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State v. Wallace

New Jersey Supreme Court

June 22, 1999


The opinion of the court was delivered by: Coleman, J.

Argued May 4, 1999

On certification to the Superior Court, Appellate Division, whose opinion is reported at 313 N.J. Super. 435 (1998).

Under the New Jersey Code of Criminal Justice (Code), a person commits the crime of second-degree eluding, if while operating a motor vehicle on any street or highway in this State, the operator "knowingly flees or attempts to elude any police or law enforcement officer after having received any signal from such officer to bring the vehicle . . . to a full stop . . . [and] the flight or attempt to elude creates a risk of death or injury to any person." N.J.S.A. 2C:29-2b. This appeal requires us to resolve a conflict between panels in the Appellate Division over whether the term "injury" in N.J.S.A. 2C:29-2b should be defined when instructing a jury in a second-degree eluding case. We hold that the term must be defined.


On October 15, 1994, at approximately 10:45 p.m., Paterson police officers Brian DeProspo and Orlando Robinson were in uniform and on routine patrol in a marked police vehicle. Based on information received from Police Officer Diaz, the police radio dispatcher, Officers DeProposo and Robinson proceeded to the vicinity of East 23rd Street in Paterson. For reasons not disclosed in the trial record, the radio dispatcher directed the officers' attention to a blue Honda driven by an African-American male, later identified as defendant, Wayne Wallace. While the officers were proceeding northerly on East 23rd Street, they observed a blue Honda traveling in the opposite direction. The officers turned their patrol car around and activated their lights and siren in an unsuccessful attempt to stop defendant's Honda. Instead of stopping, defendant attempted to evade the officers by circling the block twice while driving erratically.

The officers continued to pursue defendant for approximately one mile, covering about thirteen or fourteen city blocks. During that pursuit, defendant drove through six stop signs without stopping and also drove on the wrong side of the roadway. At another point, he drove the wrong way down a one-way street. Defendant threw a handgun out of the window that was later retrieved by the officers and found to be loaded with hollow-nosed bullets. During the pursuit, neither defendant nor the police officers traveled at speeds in excess of thirty miles per hour. Defendant stopped his vehicle only after his path was blocked by three other police vehicles. At that point, defendant jumped out of the Honda and attempted to run, but he was apprehended immediately.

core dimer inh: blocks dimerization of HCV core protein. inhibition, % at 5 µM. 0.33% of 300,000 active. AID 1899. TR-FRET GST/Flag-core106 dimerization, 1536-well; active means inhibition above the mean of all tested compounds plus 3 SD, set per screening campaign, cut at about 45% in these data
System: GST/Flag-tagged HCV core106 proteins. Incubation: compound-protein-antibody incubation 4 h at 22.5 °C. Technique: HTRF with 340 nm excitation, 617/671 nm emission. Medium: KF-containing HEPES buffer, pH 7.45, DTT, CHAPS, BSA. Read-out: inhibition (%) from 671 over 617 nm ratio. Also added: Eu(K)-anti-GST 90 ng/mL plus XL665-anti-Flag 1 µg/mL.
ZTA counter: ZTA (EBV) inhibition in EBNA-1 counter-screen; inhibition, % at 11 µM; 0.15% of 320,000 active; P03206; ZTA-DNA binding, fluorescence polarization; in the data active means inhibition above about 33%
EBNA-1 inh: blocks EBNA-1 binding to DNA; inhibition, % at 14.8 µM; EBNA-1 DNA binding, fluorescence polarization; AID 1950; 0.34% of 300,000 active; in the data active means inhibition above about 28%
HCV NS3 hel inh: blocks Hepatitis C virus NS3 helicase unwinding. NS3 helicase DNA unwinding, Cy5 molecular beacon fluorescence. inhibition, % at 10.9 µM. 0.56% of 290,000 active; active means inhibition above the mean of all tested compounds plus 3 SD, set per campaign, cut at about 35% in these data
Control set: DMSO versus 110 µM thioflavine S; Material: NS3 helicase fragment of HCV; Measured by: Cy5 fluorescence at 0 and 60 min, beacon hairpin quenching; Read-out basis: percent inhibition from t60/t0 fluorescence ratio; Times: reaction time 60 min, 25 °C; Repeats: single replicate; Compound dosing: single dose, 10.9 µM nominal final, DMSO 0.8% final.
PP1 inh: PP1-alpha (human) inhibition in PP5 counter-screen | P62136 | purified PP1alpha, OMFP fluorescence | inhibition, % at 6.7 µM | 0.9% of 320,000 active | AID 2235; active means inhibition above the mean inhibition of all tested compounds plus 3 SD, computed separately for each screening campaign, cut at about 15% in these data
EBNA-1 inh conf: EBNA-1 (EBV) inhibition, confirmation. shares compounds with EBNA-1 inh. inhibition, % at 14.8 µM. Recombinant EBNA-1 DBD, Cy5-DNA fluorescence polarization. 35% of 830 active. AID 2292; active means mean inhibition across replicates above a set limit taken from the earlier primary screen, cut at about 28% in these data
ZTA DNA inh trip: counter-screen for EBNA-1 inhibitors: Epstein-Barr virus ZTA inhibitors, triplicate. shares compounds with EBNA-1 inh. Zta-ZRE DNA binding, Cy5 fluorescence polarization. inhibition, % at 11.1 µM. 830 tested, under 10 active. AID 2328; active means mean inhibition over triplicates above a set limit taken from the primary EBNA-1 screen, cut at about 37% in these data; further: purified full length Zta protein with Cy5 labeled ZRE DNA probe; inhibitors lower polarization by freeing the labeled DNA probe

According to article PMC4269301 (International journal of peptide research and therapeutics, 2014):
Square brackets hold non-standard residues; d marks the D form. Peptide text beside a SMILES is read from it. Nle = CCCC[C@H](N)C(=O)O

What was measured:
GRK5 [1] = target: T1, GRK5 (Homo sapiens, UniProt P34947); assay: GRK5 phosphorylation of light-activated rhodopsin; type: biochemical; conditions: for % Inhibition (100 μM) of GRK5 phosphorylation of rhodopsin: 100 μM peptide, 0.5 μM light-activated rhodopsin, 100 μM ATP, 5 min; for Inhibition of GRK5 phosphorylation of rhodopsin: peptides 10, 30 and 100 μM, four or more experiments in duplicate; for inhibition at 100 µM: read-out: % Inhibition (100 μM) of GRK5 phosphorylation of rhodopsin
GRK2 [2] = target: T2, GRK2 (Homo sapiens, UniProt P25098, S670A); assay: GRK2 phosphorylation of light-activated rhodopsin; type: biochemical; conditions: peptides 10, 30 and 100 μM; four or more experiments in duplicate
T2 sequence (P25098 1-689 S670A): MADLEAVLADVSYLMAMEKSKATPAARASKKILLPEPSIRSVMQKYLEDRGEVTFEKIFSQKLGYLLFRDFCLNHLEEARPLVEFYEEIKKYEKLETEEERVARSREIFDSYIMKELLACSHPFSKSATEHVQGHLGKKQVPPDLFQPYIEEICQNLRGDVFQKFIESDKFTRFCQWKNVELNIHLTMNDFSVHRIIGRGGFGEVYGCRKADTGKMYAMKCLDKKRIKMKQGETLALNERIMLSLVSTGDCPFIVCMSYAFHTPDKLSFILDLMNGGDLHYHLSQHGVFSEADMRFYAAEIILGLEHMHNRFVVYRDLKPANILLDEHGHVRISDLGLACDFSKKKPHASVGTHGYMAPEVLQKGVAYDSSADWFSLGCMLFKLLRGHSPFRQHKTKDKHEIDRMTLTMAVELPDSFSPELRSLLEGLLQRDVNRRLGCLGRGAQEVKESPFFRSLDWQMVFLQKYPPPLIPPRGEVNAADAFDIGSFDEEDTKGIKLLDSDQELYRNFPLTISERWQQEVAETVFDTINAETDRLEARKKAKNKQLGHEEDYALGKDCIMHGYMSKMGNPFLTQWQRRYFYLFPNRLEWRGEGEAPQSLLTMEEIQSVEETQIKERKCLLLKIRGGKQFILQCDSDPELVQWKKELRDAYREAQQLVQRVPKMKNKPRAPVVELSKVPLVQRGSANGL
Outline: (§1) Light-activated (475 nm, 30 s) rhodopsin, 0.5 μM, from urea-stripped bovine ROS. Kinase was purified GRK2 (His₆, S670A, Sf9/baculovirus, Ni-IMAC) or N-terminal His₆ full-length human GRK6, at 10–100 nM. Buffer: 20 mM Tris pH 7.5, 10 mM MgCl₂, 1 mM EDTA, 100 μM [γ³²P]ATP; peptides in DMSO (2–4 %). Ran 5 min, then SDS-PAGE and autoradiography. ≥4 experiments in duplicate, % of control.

Defendant was charged with second-degree eluding a police officer, unlawful possession of a handgun, possession of hollow-nosed bullets, and a disorderly persons offense of resisting arrest. He was also charged with violations of several motor vehicle statutes, including careless driving, failing to stop for stop signs, and traveling the wrong way down a one-way street.

Defendant was tried before a jury on all of the charges, including the motor vehicle charges and the disorderly persons offense. The jury found defendant guilty of second-degree eluding a police officer, third-degree unlawful possession of a weapon, fourth-degree possession of a prohibited weapon, resisting arrest, and all of the motor vehicle charges. Defendant was sentenced to eight years of imprisonment on the eluding charge, a concurrent sentence of four years on the possession of a weapon charge, a concurrent sentence of eighteen months on the possession of a prohibited weapon charge, and a concurrent sentence of six months on the resisting arrest charge.

In a published opinion, the Appellate Division merged defendant's resisting arrest and careless driving convictions with the second-degree eluding conviction and otherwise affirmed. State v. Wallace, 313 N.J. Super. 435, 438-43 (1998). The court rejected defendant's contention that because the "risk of death or injury to any person" is an essential element of second-degree eluding, it was reversible error for the trial court to fail to instruct the jury on the meaning of the word "injury." Id. at 440. The court concluded that the phrase "injury to any person" need not be defined for a jury because the phrase is clear and includes injury risks of all types. Ibid. We granted defendant's petition for certification. State v. Wallace, 157 N.J. 544 (1998).


Defendant argues that the Appellate Division's decision is inconsistent with the Legislature's intent to limit the term "injury" to "bodily injury" rather than injury risks of all types. Defendant also argues that State v. Dorko, 298 N.J. Super. 54, 58 (App. Div.), certif. denied, 150 N.J. 28 (1997), correctly held that the term "injury" must be defined for a jury as an element of the offense of second-degree eluding.